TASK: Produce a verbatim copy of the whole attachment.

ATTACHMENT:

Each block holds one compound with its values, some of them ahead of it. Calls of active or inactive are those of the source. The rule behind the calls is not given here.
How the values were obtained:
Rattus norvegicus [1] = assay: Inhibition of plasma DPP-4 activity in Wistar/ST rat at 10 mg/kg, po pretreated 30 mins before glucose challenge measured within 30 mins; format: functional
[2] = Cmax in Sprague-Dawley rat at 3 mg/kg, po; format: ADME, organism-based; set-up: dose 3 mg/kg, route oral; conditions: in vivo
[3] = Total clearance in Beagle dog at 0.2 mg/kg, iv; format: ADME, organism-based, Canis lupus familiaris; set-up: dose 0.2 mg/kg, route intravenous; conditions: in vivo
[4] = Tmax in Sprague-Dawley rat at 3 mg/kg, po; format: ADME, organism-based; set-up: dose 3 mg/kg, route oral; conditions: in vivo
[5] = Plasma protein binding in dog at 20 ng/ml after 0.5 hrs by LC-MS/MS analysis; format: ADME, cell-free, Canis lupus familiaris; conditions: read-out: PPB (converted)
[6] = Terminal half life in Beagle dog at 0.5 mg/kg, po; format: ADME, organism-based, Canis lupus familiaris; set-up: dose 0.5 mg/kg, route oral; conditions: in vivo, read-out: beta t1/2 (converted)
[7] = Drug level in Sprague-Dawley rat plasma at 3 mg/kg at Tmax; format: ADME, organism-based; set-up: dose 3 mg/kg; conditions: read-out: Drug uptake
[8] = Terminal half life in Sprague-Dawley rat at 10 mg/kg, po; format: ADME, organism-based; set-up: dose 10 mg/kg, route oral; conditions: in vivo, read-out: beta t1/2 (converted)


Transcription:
Each block holds one compound with its values, some of them ahead of it. Calls of active or inactive are those of the source. The rule behind the calls is not given here.
How the values were obtained:
Rattus norvegicus [1] = assay: Inhibition of plasma DPP-4 activity in Wistar/ST rat at 10 mg/kg, po pretreated 30 mins before glucose challenge measured within 30 mins; format: functional
[2] = Cmax in Sprague-Dawley rat at 3 mg/kg, po; format: ADME, organism-based; set-up: dose 3 mg/kg, route oral; conditions: in vivo
[3] = Total clearance in Beagle dog at 0.2 mg/kg, iv; format: ADME, organism-based, Canis lupus familiaris; set-up: dose 0.2 mg/kg, route intravenous; conditions: in vivo
[4] = Tmax in Sprague-Dawley rat at 3 mg/kg, po; format: ADME, organism-based; set-up: dose 3 mg/kg, route oral; conditions: in vivo
[5] = Plasma protein binding in dog at 20 ng/ml after 0.5 hrs by LC-MS/MS analysis; format: ADME, cell-free, Canis lupus familiaris; conditions: read-out: PPB (converted)
[6] = Terminal half life in Beagle dog at 0.5 mg/kg, po; format: ADME, organism-based, Canis lupus familiaris; set-up: dose 0.5 mg/kg, route oral; conditions: in vivo, read-out: beta t1/2 (converted)
[7] = Drug level in Sprague-Dawley rat plasma at 3 mg/kg at Tmax; format: ADME, organism-based; set-up: dose 3 mg/kg; conditions: read-out: Drug uptake
[8] = Terminal half life in Sprague-Dawley rat at 10 mg/kg, po; format: ADME, organism-based; set-up: dose 10 mg/kg, route oral; conditions: in vivo, read-out: beta t1/2 (converted)